Rather than answer my own question, I'd like to clarify where I'm coming from. Here goes:
1. I'll begin with the way theologians and philosophers have defined the word 'absolute' traditionally: That which is complete and perfect; that which exists by its own nature and is consequently independent of everything else; not mixed or adulterated (Thou shalt not commit adultery ;-) ); free from restriction or limitation/ not limited in any way; not comparative or relative. I see at least two contradiction here: the definitions themselves and the act of defining. These are relational, limiting, comparative activities as is that of 'knowing' such-and-such. An 'absolute' can neither be conceptualized nor an object nor can 'it' be a combination or even a 'solution of all opposites.'
2. Usage: as a qualifier, as in 'absolute truth,' 'absolute certainty,' and one of my favorite absurdities , 'absolute statement.' As a thing-in-itself: as in a 'moral absolute' (see #1). Thirdly, as a theophany: the 'mysterium tremendum.' All usages are self-contradictory with even the last a 'mystical' relationship. There have been many attempts to rescue this last sense of the word, but all of them fall short precisely because they express *experience* and *feeling.* Not that these feelings are too be short changed. I, for one, am fascinated with what many call a 'religious experience,' but I tend to think the way it's been co-opted as a *religious* experience has led falsely away from living and into a deep nihilism.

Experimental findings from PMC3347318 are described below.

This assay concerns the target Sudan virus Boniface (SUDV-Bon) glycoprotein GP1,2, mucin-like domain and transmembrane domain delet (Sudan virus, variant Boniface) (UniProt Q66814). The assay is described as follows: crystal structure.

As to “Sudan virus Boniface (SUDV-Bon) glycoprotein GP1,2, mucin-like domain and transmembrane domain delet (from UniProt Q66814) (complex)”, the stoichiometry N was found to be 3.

3. Nihilism: while most would define nihilism as a reaction/deep skepticism *against* metaphysics, morality, and moral-metaphysics, I see this more in a Nietzschean manner: The belief in 'absolutes,' given 1 and 2 above, can only be a belief in Nihil, in Nothingness. As such, 'absolutes' are antithetical to life in every way. 'Absolute(s) propose 'conditions' which bespeak of that which is totally un-life-like, un-worldly.This is an abbreviated account of my own take, but such is the context of this particular forum.
4. Power: 'absolutes' have always been used within the context of civilization(s) as an expropriation of our *wonder* toward the ends of the *awe*-ful. A deep primeval aspect of our relationship within, and *as* our world (which can and may be perceived and described only as relational), has always been turned against us, particularly when the high-priest became the Bawss (the oldest meaning of 'hierarchy') be HE, the Pharaoh, Lugal, what have ya. Awe, that is, fear, in a pyramid scheme of mummified abstractions/categorizations, came to dominate and does so still. This includes our own deep experiences of worldliness, which came to require a stamp of approval so as to not threaten the pyramid-scheme. As I've said before, the State isn't just a set of external power relations, but also a permitted *state* of consciousness.
Today, I can only see 'absolute' used to convey a sense of authority of one's own opinion, statements, viewpoint. This may be unwitting left-overs, or holdouts, of a long history of embedded hierarchy, including our current 'democratic' and 'secular' form of priesthood, piety and prayers. The question may be here, do we wish to continue confusing our convictions (opinions) with this underlying and often unconscious form of authority?
Edited for grammar and additional thoughts.